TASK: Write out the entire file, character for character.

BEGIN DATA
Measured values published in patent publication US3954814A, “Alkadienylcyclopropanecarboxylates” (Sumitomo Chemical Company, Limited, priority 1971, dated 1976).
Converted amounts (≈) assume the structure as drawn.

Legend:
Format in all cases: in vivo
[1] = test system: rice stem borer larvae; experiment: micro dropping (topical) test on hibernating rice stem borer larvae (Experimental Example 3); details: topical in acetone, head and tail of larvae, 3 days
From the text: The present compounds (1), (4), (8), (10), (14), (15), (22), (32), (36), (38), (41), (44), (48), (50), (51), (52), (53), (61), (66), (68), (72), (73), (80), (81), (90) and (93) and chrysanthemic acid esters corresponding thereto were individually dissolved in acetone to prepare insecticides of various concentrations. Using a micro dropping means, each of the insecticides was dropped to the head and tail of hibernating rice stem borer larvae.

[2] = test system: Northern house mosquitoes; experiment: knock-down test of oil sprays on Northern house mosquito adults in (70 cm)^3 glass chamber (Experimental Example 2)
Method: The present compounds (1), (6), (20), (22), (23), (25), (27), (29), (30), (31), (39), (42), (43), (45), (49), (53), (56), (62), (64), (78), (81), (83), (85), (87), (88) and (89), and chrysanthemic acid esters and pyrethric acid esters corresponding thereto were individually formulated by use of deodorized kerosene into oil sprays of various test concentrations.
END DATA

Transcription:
Measured values published in patent publication US3954814A, “Alkadienylcyclopropanecarboxylates” (Sumitomo Chemical Company, Limited, priority 1971, dated 1976).
Converted amounts (≈) assume the structure as drawn.

Legend:
Format in all cases: in vivo
[1] = test system: rice stem borer larvae; experiment: micro dropping (topical) test on hibernating rice stem borer larvae (Experimental Example 3); details: topical in acetone, head and tail of larvae, 3 days
From the text: The present compounds (1), (4), (8), (10), (14), (15), (22), (32), (36), (38), (41), (44), (48), (50), (51), (52), (53), (61), (66), (68), (72), (73), (80), (81), (90) and (93) and chrysanthemic acid esters corresponding thereto were individually dissolved in acetone to prepare insecticides of various concentrations. Using a micro dropping means, each of the insecticides was dropped to the head and tail of hibernating rice stem borer larvae.

[2] = test system: Northern house mosquitoes; experiment: knock-down test of oil sprays on Northern house mosquito adults in (70 cm)^3 glass chamber (Experimental Example 2)
Method: The present compounds (1), (6), (20), (22), (23), (25), (27), (29), (30), (31), (39), (42), (43), (45), (49), (53), (56), (62), (64), (78), (81), (83), (85), (87), (88) and (89), and chrysanthemic acid esters and pyrethric acid esters corresponding thereto were individually formulated by use of deodorized kerosene into oil sprays of various test concentrations.